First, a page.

The American Petroleum Institute (API) reported a build this week for crude oil of 4.150 million barrels, while analysts predicted a build of 333,000 barrels. According to API data, U.S. crude inventories have now gained 23 million barrels so far this year—a build made possible only by releasing 166 million barrels from the nation’s Strategic Petroleum Reserve.
The build comes as the Department of Energy released 4.6 million barrels from the Strategic Petroleum Reserves in the week ending September 23, leaving the SPR with 422.6 million barrels.
In the week prior, the API reported a build in crude oil inventories of 1.035 million barrels after analysts had predicted a build of 2.321 million barrels.
WTI rose on Tuesday prior to the data release. At 12:17 p.m. ET, WTI was trading up $1.15 (+1.50%) on the day at $77.86 per barrel—down nearly $7 per barrel on the week. Brent crude was trading up $1.49 (+1.77%) on the day at $85.55—a $5 decrease on the week. Crude oil prices continued to rise throughout the afternoon, with producers cutting supply ahead of Hurricane Ian and rumors that OPEC+ could move to cut production targets for November at its next monthly meeting.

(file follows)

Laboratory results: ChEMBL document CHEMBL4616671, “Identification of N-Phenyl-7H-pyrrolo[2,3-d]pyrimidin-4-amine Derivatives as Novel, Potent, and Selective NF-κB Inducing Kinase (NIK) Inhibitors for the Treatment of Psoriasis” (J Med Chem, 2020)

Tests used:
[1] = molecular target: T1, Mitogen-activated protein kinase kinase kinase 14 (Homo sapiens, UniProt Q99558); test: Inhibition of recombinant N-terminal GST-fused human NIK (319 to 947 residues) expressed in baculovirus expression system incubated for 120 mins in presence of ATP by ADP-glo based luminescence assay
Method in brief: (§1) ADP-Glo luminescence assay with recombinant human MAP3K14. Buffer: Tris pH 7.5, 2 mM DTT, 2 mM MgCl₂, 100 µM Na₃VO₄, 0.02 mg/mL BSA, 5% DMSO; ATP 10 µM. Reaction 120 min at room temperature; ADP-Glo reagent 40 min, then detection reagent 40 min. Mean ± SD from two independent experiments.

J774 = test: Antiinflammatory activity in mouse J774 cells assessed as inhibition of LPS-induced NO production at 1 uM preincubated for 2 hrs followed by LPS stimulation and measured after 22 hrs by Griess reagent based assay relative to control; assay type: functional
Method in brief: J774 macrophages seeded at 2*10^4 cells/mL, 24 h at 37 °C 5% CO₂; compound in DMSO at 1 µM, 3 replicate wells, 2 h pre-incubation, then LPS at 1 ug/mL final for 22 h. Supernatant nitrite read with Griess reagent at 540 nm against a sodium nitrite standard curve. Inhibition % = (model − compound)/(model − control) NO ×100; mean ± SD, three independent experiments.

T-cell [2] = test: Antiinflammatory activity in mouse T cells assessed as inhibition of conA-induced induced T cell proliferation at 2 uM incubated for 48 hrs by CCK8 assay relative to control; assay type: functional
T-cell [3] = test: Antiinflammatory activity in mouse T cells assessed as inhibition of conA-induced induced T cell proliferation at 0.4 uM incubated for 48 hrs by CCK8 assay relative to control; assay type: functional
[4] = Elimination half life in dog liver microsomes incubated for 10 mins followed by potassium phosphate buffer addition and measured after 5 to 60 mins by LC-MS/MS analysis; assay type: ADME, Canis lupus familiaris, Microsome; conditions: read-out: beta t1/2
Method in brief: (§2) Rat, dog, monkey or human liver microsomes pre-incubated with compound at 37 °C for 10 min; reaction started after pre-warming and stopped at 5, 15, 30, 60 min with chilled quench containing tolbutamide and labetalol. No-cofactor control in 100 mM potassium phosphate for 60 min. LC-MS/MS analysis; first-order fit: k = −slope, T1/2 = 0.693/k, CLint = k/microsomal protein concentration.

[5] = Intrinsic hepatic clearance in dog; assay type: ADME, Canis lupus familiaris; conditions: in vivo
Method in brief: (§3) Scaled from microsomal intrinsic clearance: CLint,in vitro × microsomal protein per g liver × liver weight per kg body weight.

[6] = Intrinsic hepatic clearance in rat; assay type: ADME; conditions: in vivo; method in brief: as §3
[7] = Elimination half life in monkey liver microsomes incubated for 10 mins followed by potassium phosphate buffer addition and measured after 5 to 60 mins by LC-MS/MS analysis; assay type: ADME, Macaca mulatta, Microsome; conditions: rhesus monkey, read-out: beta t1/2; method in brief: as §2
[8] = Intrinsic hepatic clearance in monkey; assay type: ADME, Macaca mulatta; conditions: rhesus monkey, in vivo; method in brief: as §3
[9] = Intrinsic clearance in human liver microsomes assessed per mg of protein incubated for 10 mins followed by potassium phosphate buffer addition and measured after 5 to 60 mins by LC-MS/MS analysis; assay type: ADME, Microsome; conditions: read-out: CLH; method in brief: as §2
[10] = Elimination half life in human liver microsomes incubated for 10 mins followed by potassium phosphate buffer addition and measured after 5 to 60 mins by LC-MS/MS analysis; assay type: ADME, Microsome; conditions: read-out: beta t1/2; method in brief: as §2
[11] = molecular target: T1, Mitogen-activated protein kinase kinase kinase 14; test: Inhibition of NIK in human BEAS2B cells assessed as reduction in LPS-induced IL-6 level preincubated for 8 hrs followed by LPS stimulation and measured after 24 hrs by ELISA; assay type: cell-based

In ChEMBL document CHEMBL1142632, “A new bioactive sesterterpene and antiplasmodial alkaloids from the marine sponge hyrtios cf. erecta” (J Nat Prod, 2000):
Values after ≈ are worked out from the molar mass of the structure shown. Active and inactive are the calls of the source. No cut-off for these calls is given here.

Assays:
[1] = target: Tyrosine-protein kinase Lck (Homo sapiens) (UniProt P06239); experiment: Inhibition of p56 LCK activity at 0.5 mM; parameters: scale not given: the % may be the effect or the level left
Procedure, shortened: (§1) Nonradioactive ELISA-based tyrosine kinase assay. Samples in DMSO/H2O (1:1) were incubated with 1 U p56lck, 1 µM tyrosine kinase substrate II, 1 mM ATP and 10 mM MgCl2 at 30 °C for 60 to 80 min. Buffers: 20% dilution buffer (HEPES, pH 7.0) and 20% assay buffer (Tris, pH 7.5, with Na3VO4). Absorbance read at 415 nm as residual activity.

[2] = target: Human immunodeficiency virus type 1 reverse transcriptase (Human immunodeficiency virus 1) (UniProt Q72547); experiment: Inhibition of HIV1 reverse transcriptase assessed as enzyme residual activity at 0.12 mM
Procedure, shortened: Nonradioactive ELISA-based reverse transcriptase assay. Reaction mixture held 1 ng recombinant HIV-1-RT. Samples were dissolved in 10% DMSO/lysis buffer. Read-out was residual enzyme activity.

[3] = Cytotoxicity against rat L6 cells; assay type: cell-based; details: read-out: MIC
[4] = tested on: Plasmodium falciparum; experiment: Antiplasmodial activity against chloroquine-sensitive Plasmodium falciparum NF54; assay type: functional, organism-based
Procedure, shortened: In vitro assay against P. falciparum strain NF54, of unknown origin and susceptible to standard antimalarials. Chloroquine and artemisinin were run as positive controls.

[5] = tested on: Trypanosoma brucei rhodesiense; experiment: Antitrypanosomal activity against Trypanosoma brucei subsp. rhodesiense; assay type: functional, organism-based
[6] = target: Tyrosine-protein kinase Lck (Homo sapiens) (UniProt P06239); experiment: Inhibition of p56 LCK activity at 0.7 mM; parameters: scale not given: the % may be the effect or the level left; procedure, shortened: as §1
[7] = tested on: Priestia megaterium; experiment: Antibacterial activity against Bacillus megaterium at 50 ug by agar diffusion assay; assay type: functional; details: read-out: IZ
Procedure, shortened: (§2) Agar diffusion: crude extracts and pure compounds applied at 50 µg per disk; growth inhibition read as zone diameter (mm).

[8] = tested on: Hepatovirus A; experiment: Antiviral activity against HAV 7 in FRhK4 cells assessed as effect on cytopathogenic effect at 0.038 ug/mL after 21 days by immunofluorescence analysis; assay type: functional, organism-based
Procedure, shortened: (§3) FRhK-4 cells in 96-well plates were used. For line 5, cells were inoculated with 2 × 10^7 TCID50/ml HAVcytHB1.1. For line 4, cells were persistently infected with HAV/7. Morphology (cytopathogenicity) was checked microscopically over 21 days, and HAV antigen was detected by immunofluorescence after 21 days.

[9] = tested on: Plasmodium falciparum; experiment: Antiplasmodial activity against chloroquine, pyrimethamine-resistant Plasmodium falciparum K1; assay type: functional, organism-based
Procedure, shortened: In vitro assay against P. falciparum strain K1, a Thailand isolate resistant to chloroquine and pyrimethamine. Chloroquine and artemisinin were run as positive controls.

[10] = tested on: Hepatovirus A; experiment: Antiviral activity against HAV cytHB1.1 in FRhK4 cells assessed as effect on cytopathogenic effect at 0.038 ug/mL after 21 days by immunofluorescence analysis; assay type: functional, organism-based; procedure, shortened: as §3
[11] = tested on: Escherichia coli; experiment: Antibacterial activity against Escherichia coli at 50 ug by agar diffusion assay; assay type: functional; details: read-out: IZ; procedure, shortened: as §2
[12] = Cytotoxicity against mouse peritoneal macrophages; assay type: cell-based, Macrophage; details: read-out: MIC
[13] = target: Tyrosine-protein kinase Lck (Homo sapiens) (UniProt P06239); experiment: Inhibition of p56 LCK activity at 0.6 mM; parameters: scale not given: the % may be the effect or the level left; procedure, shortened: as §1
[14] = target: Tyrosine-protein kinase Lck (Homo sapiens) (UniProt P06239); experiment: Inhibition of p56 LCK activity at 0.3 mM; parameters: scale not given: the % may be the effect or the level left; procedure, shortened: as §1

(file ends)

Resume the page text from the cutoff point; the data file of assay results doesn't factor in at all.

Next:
U.S. crude oil production data for the week ending September 16 stayed at 12.1 million bpd for the fourth week in a row, according to the latest weekly EIA data.
The API reported a draw in gasoline inventories this week of 1.048 million barrels for the week ending September 23, compared to the previous week's 3.225 million-barrel build.
Distillate stocks saw a build of 1,438,000 barrels for the week, compared to last week's 1.538-million-barrel increase.
Cushing inventories were up by 357,000 barrels this week. Last week, the API saw a Cushing increase of 510,000 barrels. Official EIA Cushing inventory for the week ending September 16 was 24.991 million barrels, up from 24.648 million barrels in the prior week.
WTI was trading at $78.46 moments after the release, up 2.28% on the day.
By Julianne Geiger for Oilprice.com
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Julianne Geiger is a veteran editor, writer and researcher for Oilprice.com, and a member of the Creative Professionals Networking Group.